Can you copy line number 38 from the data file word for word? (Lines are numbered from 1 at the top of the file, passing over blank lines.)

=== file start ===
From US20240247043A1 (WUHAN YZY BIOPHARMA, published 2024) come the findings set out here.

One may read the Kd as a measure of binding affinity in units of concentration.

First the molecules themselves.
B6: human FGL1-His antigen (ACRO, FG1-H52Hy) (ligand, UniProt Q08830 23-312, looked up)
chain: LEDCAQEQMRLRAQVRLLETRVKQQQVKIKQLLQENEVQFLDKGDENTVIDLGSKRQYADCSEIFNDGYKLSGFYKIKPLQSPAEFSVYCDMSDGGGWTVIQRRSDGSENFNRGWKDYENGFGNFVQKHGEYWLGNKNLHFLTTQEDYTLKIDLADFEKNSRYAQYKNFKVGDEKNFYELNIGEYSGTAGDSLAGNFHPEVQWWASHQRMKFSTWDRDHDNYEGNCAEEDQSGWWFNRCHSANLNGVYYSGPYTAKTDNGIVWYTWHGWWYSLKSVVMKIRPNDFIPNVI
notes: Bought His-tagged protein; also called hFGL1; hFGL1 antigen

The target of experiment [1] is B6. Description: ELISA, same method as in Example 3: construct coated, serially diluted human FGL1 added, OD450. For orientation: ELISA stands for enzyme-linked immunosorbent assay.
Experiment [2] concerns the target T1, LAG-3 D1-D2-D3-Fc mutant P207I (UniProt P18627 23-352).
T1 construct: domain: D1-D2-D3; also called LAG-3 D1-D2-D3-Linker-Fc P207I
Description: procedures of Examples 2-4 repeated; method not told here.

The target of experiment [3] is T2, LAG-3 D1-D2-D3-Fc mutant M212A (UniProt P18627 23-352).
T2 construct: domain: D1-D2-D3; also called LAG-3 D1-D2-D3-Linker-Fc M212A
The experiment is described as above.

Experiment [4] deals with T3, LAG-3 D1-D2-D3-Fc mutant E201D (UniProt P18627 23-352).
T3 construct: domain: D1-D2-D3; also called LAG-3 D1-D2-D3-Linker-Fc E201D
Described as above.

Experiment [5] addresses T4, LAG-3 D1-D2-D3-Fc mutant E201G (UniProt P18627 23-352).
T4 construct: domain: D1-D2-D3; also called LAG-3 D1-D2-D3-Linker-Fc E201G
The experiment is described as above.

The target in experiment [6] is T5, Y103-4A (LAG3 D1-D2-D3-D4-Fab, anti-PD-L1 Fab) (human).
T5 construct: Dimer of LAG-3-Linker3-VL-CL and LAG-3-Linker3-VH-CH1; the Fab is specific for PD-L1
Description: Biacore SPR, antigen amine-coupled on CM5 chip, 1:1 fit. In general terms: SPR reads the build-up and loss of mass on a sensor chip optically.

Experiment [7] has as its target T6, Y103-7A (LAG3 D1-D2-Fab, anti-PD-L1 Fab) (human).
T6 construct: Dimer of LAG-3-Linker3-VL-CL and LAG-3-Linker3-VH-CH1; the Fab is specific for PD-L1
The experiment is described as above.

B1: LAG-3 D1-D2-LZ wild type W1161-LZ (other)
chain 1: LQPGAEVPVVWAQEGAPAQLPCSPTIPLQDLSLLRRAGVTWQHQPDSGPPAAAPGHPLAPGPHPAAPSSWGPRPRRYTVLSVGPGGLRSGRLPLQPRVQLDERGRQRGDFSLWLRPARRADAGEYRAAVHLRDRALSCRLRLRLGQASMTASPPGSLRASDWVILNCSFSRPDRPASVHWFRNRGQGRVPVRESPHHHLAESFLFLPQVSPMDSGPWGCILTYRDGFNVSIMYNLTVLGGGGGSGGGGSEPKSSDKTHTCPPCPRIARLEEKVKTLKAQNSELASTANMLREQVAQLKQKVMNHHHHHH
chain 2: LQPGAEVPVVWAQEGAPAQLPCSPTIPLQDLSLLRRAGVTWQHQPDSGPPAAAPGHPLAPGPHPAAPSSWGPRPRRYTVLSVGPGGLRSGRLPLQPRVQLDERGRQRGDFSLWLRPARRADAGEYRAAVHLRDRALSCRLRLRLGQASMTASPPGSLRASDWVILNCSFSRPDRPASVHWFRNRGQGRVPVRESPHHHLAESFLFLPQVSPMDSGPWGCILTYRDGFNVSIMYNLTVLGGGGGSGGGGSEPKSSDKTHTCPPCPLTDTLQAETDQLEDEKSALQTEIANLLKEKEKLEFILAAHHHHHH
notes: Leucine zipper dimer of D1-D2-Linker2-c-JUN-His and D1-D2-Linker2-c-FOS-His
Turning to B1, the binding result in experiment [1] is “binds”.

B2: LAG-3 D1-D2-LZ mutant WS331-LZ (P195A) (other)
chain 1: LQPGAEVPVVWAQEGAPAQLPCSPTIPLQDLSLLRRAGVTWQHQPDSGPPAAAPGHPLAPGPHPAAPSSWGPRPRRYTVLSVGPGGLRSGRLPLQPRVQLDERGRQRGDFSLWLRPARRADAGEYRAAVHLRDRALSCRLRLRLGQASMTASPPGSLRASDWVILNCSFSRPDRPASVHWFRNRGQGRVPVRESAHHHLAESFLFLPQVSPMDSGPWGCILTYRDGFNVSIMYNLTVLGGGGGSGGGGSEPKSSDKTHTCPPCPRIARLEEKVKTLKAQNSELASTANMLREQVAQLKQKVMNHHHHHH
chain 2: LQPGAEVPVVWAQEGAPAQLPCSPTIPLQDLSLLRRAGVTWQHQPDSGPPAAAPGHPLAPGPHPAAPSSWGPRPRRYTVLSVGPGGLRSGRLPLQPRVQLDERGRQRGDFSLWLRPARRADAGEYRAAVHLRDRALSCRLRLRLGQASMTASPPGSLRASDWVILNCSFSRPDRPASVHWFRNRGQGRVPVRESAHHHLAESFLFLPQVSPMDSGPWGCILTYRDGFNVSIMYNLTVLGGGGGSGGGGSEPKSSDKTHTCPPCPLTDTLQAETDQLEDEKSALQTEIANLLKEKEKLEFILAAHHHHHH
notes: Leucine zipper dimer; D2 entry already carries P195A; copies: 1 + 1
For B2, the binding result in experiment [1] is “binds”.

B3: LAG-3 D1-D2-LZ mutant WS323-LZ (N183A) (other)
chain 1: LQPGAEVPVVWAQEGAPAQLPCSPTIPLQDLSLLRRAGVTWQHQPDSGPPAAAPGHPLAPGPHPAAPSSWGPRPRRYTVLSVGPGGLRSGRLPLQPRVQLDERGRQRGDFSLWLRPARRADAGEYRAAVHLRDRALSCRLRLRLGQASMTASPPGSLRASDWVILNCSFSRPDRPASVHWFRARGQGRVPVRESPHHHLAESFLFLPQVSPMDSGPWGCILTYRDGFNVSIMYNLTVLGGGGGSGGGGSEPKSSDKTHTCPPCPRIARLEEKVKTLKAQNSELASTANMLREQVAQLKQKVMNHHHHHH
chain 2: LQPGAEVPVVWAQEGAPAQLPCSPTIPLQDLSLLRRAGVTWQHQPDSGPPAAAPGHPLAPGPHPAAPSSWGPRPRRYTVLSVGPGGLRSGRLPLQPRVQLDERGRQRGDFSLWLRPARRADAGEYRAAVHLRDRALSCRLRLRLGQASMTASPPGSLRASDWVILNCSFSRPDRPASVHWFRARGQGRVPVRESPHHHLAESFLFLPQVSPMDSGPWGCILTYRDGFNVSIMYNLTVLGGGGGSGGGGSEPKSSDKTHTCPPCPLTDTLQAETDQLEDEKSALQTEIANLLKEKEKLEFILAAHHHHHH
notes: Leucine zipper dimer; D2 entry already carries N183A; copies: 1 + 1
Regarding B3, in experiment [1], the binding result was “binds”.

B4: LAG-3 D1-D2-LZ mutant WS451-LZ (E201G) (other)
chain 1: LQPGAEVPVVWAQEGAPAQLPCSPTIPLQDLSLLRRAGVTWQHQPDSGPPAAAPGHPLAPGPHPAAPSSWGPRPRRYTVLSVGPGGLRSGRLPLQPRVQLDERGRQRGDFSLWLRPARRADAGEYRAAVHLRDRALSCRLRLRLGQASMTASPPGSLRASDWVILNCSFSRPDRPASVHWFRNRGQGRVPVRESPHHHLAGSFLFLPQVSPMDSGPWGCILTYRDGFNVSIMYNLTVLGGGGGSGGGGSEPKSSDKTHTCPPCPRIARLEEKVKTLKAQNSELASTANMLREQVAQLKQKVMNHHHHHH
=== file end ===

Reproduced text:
chain 2: LQPGAEVPVVWAQEGAPAQLPCSPTIPLQDLSLLRRAGVTWQHQPDSGPPAAAPGHPLAPGPHPAAPSSWGPRPRRYTVLSVGPGGLRSGRLPLQPRVQLDERGRQRGDFSLWLRPARRADAGEYRAAVHLRDRALSCRLRLRLGQASMTASPPGSLRASDWVILNCSFSRPDRPASVHWFRARGQGRVPVRESPHHHLAESFLFLPQVSPMDSGPWGCILTYRDGFNVSIMYNLTVLGGGGGSGGGGSEPKSSDKTHTCPPCPLTDTLQAETDQLEDEKSALQTEIANLLKEKEKLEFILAAHHHHHH